Watercress to offer Chinese New Year banquet Feb. 3-5

Since she was a little girl, Lily Lei has always looked forward to Chinese New Year. The holiday, which is about 4-6 weeks after the western new year, holds great significance to her. Born in Taiwan, the president of Watercress Asian Bistro and Wine Bar didn't celebrate Christmas and never received gifts for her birthday. Chinese New Year, however, was the time of year she could count on new clothes, shoes, towels and other gifts.

Lily Lei

Lily Lei

Since she was a little girl, Lily Lei has always looked forward to Chinese New Year.

The holiday, which is about 4-6 weeks after the western new year, holds great significance to her. Born in Taiwan, the president of Watercress Asian Bistro and Wine Bar didn’t celebrate Christmas and never received gifts for her birthday. Chinese New Year, however, was the time of year she could count on new clothes, shoes, towels and other gifts.

“That’s all you get for the whole year,” Lei said. “That was the only time you would get new stuff.”

The upcoming year is Year of the Rabbit, which Lei said is believed to be a calmer, prosperous and upbeat year. She said, especially in business, people can — and should — take a step back and assess their situation before making any major decisions. The Year of the Rabbit is a time to just relax and breathe.

Lei said Chinese New Year is a very important time for family, which is why Watercress serves a special 10-course banquet meal in honor of Chinese New Year. It is Lei’s way of sharing family traditions with her customers. But it is also more than that.

“For Chinese people, there’s no bigger celebration than the new year,” she said. “It’s more of a sense of extending the celebration to (our customers) — extending a family celebration.”

Since opening in November 2006, Watercress has served this banquet meal, which is personally prepared by Lei, every Chinese New Year. This year, Chinese New Year falls on Feb. 3 and diners can enjoy the banquet for lunch or dinner Feb. 3-5. Reservations are required as Lei needs to know how much of each ingredient to buy. She also said reservations must be for parties of four or more since there is so much food. The 10-course meal is $45 per person.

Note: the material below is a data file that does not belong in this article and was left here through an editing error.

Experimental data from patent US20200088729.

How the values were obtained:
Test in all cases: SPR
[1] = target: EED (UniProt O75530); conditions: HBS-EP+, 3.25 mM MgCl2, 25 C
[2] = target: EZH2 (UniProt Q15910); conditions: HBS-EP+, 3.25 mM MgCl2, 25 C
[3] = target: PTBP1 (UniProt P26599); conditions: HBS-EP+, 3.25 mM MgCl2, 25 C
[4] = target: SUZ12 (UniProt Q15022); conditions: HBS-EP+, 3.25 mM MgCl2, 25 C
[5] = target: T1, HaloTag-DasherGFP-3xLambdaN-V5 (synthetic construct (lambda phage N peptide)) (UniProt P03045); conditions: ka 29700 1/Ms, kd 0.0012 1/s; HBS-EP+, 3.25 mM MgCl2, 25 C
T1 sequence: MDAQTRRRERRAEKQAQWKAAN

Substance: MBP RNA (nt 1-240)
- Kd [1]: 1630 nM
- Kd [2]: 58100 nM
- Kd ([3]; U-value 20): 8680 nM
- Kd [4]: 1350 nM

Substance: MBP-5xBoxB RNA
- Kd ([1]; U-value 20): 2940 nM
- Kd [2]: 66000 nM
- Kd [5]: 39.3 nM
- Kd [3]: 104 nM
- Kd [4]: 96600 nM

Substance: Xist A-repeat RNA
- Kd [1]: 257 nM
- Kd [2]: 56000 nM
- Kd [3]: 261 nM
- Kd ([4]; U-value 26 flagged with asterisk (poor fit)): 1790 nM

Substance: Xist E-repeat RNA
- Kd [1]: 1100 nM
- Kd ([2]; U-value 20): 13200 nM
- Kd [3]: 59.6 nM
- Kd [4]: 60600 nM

There are a few staple dishes Lei always serves such as Peking duck, a whole fish (usually tilapia), a hotpot dish and a 10-vegetable dish. For the remaining courses, Lei tries to come up with authentic Chinese dishes that are less “mainstream,” she said, adding that she likes to introduce her customers to different dishes, push their limits and just see their reactions to the more uncommon dishes.

Lei said the banquet allows a person to play with their meal in the sense that there are so many dishes, they can afford to skip one without sacrificing half their meal.

While this is the case, Lei said Chinese tradition dictates you eat each dish, whether you like it or not. She knows from first-hand experience. Growing up, there were certain dishes she particularly disliked, but she ate them because she had to. Each dish represented something different such as good health, fortune or luck for the upcoming year.

At Watercress, Lei comes out of the kitchen when each dish is served to explain to diners what the dish represents, its history as well as its significance with her and her family — whether that means where she got the recipe or what memories it holds for her.

Watercress is located at 16505 Redmond Way. To make a reservation for the 10-course banquet, call (425) 284-3188.


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